The magnitude of the overall sampling effect will, in theory, depend on two factors: the transcript abundance distribution, which is the variation of transcript number among genes being expressed in a cell (and in particular the relative numbers of genes with low transcript numbers); and the copying and amplification efficiencies for conversion of the original population of mRNA molecules into DNA or RNA detectable by the expression profiling platform in use. We have previously demonstrated that a global polyadenylation and PCR-based amplification technique generates reliable data from picogram amounts of RNA , although that study did not measure the efficiency of conversion of original mRNA transcripts into cDNA copies. The copying and amplification efficiencies can be estimated from experimental data. However, the estimation of the transcript abundance distribution poses two distinct problems: knowing the form of the distribution; and evaluating the shape and scale parameters for the distribution.
There are conflicting reports of the transcript abundance distribution in a typical eukaryotic cell, ranging from a distribution with a median value for mRNA transcript copies per gene of less then one , to a distribution with a median of approximately 100 copies . The difficulty is that, in general, the transcript abundance distributions of real single cells are not known but are inferred from population measurements (for estimates from cDNA library and SAGE library sequencing of whole tissues, see references [8, 13, 14]). Based on published data [9, 12], a simple approximation is that the transcript abundance distribution is log-log-normal, as this distribution captures certain key features of our current understanding of the single cell transcript abundance distribution: there is a high number of genes with transcript abundances lower then 10–20 and relatively few genes with high transcript abundances (exceeding 1000 copies per cell). For the purposes of modeling single cell expression data we use that distribution for this work, with the additional assumption that such a population-based distribution is reflected in the underlying single cell transcript abundance distributions.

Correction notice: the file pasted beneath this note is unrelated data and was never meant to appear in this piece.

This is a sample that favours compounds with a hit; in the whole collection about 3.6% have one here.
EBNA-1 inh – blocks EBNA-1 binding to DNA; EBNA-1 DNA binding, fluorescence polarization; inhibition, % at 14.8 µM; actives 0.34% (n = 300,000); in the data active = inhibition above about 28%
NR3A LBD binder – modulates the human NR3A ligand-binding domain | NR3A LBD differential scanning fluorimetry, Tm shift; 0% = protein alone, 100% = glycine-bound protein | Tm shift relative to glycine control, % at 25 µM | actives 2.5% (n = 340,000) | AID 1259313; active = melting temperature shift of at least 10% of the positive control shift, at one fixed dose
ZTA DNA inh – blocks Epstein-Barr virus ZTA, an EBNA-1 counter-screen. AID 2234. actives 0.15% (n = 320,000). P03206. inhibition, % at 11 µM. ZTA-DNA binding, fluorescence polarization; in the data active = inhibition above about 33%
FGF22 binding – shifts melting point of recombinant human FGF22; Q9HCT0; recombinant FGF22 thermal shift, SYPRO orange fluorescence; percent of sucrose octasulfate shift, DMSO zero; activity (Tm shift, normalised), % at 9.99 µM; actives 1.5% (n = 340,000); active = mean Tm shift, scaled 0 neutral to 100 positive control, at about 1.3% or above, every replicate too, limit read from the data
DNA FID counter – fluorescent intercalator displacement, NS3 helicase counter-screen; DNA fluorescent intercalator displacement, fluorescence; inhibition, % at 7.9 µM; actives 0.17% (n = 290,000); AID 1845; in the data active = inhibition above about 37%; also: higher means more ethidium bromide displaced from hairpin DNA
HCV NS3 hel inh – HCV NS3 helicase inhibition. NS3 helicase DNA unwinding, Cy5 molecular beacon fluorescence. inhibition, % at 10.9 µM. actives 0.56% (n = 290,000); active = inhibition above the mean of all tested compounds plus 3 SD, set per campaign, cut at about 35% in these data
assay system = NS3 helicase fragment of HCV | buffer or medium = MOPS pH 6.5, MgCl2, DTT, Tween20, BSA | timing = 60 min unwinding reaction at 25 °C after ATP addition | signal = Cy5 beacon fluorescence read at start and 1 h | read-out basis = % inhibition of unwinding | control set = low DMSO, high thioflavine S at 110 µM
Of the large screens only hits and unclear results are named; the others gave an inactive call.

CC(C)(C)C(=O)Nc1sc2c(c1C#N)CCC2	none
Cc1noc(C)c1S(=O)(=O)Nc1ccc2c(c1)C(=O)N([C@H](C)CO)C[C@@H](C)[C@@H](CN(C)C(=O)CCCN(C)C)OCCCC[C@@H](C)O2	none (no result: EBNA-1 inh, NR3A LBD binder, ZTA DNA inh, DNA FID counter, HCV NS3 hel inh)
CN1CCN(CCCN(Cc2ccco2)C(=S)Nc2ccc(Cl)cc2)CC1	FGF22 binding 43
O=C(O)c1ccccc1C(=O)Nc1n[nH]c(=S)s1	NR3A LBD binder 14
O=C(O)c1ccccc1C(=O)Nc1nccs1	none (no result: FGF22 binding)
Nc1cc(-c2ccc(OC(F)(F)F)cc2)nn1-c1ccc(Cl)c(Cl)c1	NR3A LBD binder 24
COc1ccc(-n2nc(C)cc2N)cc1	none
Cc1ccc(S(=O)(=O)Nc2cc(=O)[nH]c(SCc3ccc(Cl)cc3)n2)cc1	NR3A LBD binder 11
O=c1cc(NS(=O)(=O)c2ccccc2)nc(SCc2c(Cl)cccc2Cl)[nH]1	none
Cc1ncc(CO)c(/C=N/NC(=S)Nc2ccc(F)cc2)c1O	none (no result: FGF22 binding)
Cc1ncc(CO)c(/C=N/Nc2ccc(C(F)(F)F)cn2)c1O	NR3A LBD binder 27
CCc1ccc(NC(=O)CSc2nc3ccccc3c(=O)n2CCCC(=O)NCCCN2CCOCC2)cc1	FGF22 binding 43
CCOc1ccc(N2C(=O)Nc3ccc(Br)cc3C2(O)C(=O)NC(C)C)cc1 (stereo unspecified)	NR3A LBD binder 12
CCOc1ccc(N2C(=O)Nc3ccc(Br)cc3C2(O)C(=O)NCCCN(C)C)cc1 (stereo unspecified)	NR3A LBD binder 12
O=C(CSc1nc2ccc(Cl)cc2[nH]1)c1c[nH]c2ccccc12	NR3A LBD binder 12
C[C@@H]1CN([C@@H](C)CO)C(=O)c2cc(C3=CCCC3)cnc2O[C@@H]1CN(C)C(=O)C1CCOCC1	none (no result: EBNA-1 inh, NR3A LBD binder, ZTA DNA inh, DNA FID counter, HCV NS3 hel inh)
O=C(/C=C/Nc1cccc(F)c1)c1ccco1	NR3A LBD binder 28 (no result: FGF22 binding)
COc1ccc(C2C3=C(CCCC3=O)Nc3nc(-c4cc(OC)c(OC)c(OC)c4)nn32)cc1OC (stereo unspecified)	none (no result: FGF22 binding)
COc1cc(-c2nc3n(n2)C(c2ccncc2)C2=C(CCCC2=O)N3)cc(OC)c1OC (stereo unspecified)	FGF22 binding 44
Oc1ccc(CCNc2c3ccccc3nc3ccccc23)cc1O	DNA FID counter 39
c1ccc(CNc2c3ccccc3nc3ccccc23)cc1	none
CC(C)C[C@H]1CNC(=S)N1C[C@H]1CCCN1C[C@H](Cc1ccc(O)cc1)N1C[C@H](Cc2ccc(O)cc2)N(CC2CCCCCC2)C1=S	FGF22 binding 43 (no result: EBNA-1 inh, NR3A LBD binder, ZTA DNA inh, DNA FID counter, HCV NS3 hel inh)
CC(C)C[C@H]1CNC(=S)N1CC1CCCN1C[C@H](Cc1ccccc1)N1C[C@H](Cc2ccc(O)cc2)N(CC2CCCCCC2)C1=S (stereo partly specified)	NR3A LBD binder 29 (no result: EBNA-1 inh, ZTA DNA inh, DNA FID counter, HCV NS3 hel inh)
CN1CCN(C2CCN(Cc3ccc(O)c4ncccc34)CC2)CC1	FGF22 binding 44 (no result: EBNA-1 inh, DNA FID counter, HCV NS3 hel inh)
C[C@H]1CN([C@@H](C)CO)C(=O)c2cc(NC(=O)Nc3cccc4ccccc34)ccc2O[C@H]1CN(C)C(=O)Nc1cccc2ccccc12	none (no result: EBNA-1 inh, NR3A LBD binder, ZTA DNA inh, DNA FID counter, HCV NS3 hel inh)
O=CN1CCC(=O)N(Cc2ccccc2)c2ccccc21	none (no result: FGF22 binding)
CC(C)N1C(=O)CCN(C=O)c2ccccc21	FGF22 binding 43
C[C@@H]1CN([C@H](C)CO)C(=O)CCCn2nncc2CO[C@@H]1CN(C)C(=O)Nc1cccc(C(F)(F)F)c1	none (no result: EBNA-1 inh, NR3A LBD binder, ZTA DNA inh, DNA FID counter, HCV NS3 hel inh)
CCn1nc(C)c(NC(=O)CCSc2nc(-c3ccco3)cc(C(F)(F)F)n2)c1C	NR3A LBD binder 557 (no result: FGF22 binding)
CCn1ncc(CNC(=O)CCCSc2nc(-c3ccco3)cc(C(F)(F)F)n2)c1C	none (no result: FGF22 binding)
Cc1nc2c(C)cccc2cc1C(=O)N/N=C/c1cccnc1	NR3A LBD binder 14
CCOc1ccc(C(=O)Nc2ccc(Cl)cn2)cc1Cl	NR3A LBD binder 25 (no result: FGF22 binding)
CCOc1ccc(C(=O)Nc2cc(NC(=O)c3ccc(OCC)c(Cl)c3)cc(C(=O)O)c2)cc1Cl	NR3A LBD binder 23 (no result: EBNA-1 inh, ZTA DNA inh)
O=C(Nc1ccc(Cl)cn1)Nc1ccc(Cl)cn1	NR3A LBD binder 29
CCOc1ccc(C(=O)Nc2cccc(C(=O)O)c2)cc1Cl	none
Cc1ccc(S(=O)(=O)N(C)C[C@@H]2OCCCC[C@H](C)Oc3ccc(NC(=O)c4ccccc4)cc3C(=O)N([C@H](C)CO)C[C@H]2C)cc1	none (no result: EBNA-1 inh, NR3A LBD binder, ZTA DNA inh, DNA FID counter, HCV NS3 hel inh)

The purpose of this work was to systematically evaluate the presence and significance of sampling effects in PCR-based global amplification-based single cell expression profiling. We investigated whether observed variations in gene expression levels in single cell samples could be artifacts of the experimental method, how much sampling effects contribute to variability in single cell expression measurements, and, finally, if global amplification techniques can be reliably used for the detection of differences in gene expression among single cells. We conclude that significant differences in gene expression levels exist between phenotypically identical cells in vivo, and that these differences exceed any noise contribution from global mRNA amplification.